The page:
Vilsack Christens WinField Crop Adventure, Talks Monsanto-Bayer, GMO-Labeling and TPP
The WinField Crop Adventure grand opening ceremonies at Fair Oaks Farms (near Winemac, IN) welcomed USDA Secretary of Agriculture Tom Vilsack — among various ag industry luminaries such as Monsanto President and COO Bret Begemann — on Wednesday.
Following are some of Vilsack’s comments from a “press gaggle” after his participation in the Fields of the Future live broadcast:
On his impressions of the WinField Crop Adventure:
“This is a tremendous new adventure that agriculture is on. Land O’Lakes and WinField have come together to create this adventure center. I’ve taken the tour of it, and I’ve learned a lot as I went through it, and I just got incredibly excited about the opportunity that it will create to partner with what the folks at Fair Oaks have done on the pork and dairy side, to educate people who will travel here as a destination.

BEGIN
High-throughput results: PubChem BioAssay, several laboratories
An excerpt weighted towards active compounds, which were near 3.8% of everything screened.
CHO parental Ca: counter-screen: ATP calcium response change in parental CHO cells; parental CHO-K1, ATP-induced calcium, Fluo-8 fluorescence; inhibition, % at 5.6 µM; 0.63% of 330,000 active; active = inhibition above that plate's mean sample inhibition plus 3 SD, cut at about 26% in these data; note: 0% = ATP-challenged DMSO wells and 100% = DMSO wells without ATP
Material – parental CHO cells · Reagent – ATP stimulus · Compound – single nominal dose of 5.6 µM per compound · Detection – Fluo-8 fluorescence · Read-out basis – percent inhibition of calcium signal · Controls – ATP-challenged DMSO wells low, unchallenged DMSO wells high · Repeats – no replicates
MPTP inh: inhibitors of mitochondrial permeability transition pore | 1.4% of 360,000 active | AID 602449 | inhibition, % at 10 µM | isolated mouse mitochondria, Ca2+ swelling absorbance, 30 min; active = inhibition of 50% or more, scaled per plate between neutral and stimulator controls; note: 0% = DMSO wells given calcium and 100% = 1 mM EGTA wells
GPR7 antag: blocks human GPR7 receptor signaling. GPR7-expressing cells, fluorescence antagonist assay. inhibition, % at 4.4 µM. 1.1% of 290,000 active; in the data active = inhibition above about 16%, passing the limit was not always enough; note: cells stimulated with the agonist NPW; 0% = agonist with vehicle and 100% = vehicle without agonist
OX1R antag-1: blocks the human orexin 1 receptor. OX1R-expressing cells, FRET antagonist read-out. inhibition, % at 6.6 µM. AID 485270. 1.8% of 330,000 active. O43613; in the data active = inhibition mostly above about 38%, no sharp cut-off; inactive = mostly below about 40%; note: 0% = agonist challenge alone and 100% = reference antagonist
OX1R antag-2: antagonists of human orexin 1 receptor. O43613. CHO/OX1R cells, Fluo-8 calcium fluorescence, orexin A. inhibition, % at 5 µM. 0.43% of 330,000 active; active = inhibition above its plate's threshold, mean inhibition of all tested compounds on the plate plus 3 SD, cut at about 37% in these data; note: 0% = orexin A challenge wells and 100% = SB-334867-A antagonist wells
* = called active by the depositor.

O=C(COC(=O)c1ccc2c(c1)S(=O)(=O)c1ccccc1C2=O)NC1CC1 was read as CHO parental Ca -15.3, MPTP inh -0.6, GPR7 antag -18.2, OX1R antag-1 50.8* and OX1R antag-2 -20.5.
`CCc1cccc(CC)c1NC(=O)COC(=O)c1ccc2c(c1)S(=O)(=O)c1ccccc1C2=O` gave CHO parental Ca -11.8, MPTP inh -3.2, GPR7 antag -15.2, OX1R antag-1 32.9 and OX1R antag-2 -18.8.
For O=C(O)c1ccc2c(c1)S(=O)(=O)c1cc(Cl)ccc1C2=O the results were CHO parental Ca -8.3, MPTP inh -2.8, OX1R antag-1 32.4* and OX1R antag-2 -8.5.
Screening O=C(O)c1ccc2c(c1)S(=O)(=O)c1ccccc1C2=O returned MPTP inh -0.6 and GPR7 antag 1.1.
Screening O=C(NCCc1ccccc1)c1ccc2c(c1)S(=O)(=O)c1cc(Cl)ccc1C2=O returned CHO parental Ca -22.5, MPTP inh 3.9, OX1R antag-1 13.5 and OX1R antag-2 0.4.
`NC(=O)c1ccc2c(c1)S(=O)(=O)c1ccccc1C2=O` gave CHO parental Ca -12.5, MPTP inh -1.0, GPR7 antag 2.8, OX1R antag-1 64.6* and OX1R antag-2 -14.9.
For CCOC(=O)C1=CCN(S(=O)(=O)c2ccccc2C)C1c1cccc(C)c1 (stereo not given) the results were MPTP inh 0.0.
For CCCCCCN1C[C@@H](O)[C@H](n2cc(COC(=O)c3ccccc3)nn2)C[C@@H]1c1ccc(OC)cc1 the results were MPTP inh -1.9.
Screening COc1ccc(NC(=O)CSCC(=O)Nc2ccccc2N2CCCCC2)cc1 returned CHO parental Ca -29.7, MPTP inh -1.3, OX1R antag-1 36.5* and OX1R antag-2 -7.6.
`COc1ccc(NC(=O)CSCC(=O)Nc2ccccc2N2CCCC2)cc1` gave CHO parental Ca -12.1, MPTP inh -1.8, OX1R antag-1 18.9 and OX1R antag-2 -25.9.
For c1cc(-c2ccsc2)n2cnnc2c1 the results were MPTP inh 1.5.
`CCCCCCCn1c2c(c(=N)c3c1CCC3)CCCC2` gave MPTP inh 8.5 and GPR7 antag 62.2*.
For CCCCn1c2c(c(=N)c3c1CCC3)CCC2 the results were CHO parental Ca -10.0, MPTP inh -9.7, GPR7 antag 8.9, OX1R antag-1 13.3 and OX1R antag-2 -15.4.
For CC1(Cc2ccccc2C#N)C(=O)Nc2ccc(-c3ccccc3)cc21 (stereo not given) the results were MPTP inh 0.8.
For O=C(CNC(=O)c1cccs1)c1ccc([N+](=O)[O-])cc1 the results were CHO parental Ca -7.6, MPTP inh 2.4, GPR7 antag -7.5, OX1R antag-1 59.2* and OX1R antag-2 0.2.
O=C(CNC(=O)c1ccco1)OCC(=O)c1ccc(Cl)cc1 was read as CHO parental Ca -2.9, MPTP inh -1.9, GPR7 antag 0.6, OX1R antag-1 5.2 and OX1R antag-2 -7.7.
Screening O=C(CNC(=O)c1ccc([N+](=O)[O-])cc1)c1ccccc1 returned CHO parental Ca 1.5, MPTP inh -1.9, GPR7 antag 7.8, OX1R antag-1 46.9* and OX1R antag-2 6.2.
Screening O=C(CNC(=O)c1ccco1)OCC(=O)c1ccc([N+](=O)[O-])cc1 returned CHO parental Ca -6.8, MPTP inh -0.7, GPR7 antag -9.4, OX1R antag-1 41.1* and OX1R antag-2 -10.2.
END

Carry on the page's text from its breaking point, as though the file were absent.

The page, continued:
“This is a huge commitment by Land O’ Lakes to invest in this, because I think that Chris and the folks at Land O’Lakes genuinely believe this is a story that needs to be told in a way that can speak to the 98, 99% of America that does not farm, and the 98% of America that are several generations removed from anyone in their family that was a farmer. It’s a story that tells the importance of the land, and good stewardship. It’s a story that tells the need for economic sustainability, and within the Fair Oaks complex it’s a story that also talks about the care and well-being of animals. I think it presents a more typical view of what American agriculture does and is than is typically presented in other venues.